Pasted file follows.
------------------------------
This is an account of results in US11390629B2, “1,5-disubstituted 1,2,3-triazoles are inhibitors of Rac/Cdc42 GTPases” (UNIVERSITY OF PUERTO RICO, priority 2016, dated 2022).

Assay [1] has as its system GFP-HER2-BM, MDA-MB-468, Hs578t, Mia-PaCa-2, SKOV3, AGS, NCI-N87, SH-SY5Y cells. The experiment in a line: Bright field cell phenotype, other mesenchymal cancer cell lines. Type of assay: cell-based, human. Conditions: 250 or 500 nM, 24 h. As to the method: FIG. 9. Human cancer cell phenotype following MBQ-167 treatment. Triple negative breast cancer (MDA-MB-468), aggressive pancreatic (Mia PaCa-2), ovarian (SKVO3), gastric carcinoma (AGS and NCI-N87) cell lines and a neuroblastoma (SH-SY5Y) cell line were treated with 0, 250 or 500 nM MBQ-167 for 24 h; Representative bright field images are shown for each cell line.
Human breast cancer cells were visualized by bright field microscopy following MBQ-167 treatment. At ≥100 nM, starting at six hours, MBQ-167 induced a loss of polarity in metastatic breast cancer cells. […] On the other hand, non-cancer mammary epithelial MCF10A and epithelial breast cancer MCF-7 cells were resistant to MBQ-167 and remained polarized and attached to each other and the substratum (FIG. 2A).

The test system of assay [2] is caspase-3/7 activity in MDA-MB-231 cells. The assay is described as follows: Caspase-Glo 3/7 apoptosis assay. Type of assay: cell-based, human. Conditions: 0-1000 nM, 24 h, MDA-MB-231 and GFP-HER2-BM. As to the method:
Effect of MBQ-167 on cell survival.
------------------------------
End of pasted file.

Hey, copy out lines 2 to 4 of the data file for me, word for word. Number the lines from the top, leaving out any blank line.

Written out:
Assay [1] has as its system GFP-HER2-BM, MDA-MB-468, Hs578t, Mia-PaCa-2, SKOV3, AGS, NCI-N87, SH-SY5Y cells. The experiment in a line: Bright field cell phenotype, other mesenchymal cancer cell lines. Type of assay: cell-based, human. Conditions: 250 or 500 nM, 24 h. As to the method: FIG. 9. Human cancer cell phenotype following MBQ-167 treatment. Triple negative breast cancer (MDA-MB-468), aggressive pancreatic (Mia PaCa-2), ovarian (SKVO3), gastric carcinoma (AGS and NCI-N87) cell lines and a neuroblastoma (SH-SY5Y) cell line were treated with 0, 250 or 500 nM MBQ-167 for 24 h; Representative bright field images are shown for each cell line.
Human breast cancer cells were visualized by bright field microscopy following MBQ-167 treatment. At ≥100 nM, starting at six hours, MBQ-167 induced a loss of polarity in metastatic breast cancer cells. […] On the other hand, non-cancer mammary epithelial MCF10A and epithelial breast cancer MCF-7 cells were resistant to MBQ-167 and remained polarized and attached to each other and the substratum (FIG. 2A).

The test system of assay [2] is caspase-3/7 activity in MDA-MB-231 cells. The assay is described as follows: Caspase-Glo 3/7 apoptosis assay. Type of assay: cell-based, human. Conditions: 0-1000 nM, 24 h, MDA-MB-231 and GFP-HER2-BM. As to the method: